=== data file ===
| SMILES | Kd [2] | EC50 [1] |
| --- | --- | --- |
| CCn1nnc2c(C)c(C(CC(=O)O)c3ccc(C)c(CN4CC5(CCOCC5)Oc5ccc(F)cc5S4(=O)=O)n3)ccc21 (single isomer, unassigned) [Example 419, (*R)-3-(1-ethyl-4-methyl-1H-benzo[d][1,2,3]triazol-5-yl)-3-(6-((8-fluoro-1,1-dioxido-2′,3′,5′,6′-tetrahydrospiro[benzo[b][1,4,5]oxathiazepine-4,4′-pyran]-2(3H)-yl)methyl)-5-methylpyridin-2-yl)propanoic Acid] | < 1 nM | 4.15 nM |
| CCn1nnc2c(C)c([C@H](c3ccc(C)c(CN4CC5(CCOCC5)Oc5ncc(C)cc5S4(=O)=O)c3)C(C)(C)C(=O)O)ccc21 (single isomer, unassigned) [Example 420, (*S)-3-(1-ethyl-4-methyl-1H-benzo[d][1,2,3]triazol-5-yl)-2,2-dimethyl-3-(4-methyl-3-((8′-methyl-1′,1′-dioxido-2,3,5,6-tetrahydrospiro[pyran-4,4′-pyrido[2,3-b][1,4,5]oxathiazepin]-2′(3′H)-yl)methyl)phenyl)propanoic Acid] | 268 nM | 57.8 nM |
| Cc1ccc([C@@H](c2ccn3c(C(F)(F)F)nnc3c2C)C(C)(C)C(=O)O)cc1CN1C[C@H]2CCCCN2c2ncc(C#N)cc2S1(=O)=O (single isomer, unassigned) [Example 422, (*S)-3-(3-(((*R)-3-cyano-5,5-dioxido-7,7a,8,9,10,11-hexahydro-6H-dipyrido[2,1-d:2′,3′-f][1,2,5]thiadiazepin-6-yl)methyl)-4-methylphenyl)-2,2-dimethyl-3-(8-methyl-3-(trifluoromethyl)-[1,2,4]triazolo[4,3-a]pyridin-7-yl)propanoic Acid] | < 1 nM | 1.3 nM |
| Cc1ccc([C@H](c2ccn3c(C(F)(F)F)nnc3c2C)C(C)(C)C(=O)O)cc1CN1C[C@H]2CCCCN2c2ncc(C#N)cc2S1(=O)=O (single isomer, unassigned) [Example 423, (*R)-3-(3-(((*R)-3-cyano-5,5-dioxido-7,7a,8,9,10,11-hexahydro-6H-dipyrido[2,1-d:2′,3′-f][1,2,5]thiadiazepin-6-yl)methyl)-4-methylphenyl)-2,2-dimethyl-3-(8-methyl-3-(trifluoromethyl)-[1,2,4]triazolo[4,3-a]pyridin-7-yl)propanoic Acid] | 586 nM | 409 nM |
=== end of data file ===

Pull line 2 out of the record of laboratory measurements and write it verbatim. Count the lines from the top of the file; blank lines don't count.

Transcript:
| --- | --- | --- |